Iraq's justice minister has accused the US of concealing information about deposed president Saddam Hussein that could be damaging to "many countries".
Saddam Hussein was captured in December 2003
Abdel Hussein Shandal said it seemed there were "lots of secrets" that the Americans wanted to hide.
Saddam Hussein is set to go on trial in Iraq over alleged crimes against humanity, but no date has been set.
Mr Shandal spoke to the AP news agency on the eve of a major conference. US officials did not immediately comment.
"There should be transparency and there should be frankness, but there are secrets that, if revealed, won't be in the interest of many countries," Mr Shandal said.
"Who was helping Saddam all those years?"
Saddam Hussein is officially in Iraqi custody but is being guarded by US troops at a secret location.
The minister expressed his confidence that the investigation into Saddam Hussein would be finished by the end of the year and that this would be followed by a speedy trial.
But an official from the Iraqi tribunal set up to try the former president told AP that no date had been set.
"The interrogation of Saddam is taking place regularly and almost daily and neither the justice minister, not the Americans, have anything to do with it because the tribunal is an independent court," the official said.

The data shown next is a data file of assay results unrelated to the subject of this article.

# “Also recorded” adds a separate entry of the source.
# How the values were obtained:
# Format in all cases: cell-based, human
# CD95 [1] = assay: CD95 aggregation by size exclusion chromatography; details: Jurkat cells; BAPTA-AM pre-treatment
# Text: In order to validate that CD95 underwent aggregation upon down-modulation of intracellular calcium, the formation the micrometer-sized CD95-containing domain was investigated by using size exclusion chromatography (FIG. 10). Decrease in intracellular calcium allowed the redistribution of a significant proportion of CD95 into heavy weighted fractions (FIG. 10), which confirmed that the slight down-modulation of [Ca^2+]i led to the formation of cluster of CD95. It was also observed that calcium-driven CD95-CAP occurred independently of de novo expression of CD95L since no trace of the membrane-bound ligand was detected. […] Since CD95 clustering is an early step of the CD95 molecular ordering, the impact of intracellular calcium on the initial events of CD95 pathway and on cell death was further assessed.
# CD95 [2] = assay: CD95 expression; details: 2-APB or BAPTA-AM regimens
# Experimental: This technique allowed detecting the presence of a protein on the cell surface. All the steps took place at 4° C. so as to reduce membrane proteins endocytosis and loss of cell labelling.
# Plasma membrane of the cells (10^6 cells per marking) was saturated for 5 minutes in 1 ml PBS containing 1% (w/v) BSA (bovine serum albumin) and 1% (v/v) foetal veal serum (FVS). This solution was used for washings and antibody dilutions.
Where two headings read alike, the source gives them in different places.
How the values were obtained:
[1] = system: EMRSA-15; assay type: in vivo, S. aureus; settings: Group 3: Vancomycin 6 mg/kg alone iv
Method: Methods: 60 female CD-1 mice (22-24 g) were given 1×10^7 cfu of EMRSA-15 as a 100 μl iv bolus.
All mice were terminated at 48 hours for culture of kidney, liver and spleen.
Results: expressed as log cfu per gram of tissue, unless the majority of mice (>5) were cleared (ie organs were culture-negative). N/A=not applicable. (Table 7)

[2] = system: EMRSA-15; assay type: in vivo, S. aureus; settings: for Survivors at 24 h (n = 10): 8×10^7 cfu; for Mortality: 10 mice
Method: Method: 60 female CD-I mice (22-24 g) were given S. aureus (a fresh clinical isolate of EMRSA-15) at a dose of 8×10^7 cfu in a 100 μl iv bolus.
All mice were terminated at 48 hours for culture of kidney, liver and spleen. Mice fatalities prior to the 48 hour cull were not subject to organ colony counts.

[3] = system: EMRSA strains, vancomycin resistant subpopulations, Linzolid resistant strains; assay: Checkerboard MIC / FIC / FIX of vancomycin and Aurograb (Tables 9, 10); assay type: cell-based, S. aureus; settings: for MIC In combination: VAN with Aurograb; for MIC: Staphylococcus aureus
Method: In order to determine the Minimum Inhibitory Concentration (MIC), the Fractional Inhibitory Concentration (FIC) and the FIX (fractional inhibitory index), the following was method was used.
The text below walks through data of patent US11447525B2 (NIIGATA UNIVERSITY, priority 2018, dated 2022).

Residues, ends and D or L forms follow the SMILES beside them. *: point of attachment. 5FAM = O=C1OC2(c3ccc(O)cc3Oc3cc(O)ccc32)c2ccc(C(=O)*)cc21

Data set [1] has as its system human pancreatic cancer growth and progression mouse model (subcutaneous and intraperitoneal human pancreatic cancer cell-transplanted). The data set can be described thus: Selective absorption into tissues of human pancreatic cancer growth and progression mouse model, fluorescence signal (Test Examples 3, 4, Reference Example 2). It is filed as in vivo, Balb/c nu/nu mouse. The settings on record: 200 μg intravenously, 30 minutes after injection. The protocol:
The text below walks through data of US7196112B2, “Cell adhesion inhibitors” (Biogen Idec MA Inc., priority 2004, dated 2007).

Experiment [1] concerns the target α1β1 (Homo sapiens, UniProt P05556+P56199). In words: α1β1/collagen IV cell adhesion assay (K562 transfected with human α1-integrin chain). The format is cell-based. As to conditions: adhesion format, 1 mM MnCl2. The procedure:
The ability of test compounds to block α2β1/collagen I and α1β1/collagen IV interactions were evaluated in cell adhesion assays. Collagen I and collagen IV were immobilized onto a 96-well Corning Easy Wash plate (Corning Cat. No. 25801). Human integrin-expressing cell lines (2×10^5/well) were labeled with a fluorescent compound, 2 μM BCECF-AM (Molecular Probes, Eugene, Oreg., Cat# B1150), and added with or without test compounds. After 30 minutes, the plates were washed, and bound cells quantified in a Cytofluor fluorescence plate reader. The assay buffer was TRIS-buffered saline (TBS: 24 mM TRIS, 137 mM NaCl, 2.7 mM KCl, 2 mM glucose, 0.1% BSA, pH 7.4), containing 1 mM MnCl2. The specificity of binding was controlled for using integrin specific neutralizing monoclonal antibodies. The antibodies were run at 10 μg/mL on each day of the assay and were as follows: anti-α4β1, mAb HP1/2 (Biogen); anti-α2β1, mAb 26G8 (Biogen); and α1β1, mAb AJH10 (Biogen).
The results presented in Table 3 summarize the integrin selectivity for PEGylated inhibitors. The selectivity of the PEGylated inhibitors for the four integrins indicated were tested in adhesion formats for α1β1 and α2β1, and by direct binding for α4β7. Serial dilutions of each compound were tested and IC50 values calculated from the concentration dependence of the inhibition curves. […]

US officials are said to have privately warned against rushing into a trial until Iraq has a satisfactory judicial system - one of the main topics to be discussed at the Brussels conference.
The US is also believed to be worried about holding a trial before a new constitution is written and while there is still so much violence.
The international conference on Iraq's future is to take place over two days and will be co-hosted by the European Union and Washington.
UN Secretary General Kofi Annan and US Secretary of State Condoleezza Rice will be joined some 80 foreign ministers and officials.
Iraq will appeal to donor countries to fulfil their financial pledges and to pursue the question of debt relief.
They are also hoping for extra support to train and equip Iraqi security forces, as well as help with judicial and penal reforms.